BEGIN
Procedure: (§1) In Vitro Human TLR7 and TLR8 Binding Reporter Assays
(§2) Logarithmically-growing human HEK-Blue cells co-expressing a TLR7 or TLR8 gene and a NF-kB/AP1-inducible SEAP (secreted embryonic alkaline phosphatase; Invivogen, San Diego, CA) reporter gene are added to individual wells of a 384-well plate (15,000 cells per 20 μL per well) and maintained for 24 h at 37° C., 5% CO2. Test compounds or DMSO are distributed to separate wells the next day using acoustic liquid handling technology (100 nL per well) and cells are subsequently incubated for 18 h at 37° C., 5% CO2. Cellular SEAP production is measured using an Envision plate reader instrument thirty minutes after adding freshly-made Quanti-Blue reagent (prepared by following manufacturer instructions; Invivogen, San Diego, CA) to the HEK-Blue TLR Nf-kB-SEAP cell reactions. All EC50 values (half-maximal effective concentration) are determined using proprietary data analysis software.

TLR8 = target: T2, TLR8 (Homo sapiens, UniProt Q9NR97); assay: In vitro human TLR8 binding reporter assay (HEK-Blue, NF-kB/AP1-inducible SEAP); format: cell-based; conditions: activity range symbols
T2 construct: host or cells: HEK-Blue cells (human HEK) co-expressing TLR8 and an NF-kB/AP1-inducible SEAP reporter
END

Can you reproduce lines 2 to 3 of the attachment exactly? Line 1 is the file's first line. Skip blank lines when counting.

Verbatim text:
(§2) Logarithmically-growing human HEK-Blue cells co-expressing a TLR7 or TLR8 gene and a NF-kB/AP1-inducible SEAP (secreted embryonic alkaline phosphatase; Invivogen, San Diego, CA) reporter gene are added to individual wells of a 384-well plate (15,000 cells per 20 μL per well) and maintained for 24 h at 37° C., 5% CO2. Test compounds or DMSO are distributed to separate wells the next day using acoustic liquid handling technology (100 nL per well) and cells are subsequently incubated for 18 h at 37° C., 5% CO2. Cellular SEAP production is measured using an Envision plate reader instrument thirty minutes after adding freshly-made Quanti-Blue reagent (prepared by following manufacturer instructions; Invivogen, San Diego, CA) to the HEK-Blue TLR Nf-kB-SEAP cell reactions. All EC50 values (half-maximal effective concentration) are determined using proprietary data analysis software.

TLR8 = target: T2, TLR8 (Homo sapiens, UniProt Q9NR97); assay: In vitro human TLR8 binding reporter assay (HEK-Blue, NF-kB/AP1-inducible SEAP); format: cell-based; conditions: activity range symbols